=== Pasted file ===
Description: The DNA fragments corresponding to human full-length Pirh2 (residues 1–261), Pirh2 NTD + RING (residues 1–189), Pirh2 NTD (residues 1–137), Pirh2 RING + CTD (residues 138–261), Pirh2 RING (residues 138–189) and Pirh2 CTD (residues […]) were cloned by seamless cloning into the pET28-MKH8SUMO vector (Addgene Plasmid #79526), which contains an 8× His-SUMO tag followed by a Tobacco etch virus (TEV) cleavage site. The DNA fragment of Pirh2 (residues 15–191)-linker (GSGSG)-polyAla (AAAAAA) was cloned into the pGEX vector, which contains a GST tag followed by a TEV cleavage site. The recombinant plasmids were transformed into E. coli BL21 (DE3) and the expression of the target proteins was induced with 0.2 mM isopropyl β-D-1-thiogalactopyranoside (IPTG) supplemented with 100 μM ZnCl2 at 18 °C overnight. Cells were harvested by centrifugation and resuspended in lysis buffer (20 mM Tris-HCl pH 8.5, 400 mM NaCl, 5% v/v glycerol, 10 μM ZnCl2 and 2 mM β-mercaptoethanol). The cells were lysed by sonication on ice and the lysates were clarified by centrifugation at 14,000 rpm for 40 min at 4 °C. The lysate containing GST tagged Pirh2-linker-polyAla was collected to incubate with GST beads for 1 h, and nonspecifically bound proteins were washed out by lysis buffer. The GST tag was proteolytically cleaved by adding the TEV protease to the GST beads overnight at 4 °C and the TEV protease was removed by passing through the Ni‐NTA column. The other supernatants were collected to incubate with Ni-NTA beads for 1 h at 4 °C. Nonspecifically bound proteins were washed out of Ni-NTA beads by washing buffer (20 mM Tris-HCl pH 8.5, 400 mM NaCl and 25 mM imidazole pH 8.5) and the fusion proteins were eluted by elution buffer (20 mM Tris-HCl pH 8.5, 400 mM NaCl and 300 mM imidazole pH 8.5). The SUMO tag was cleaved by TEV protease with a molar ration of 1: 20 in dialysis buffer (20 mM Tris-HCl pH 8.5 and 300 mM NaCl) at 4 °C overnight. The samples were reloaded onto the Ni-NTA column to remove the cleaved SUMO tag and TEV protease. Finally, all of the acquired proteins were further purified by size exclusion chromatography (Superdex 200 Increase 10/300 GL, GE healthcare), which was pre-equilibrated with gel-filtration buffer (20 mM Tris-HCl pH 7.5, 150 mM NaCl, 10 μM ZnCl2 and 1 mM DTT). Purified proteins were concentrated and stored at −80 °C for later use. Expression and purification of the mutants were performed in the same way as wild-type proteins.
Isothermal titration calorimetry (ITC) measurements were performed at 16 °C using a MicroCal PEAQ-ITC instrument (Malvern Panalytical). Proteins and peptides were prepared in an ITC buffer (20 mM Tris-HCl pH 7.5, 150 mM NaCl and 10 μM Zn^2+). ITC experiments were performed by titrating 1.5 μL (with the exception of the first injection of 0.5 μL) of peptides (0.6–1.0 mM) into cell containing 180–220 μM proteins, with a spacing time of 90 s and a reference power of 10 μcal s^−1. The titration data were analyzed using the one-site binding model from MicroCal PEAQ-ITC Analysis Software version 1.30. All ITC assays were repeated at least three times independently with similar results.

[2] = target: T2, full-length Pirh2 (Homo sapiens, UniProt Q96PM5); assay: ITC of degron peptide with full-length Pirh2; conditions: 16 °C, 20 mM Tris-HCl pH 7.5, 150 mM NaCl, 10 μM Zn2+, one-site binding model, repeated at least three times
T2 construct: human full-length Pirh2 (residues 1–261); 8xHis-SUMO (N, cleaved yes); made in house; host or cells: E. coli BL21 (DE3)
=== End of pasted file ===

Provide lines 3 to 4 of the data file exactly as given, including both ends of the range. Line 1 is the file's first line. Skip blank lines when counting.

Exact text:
[2] = target: T2, full-length Pirh2 (Homo sapiens, UniProt Q96PM5); assay: ITC of degron peptide with full-length Pirh2; conditions: 16 °C, 20 mM Tris-HCl pH 7.5, 150 mM NaCl, 10 μM Zn2+, one-site binding model, repeated at least three times
T2 construct: human full-length Pirh2 (residues 1–261); 8xHis-SUMO (N, cleaved yes); made in house; host or cells: E. coli BL21 (DE3)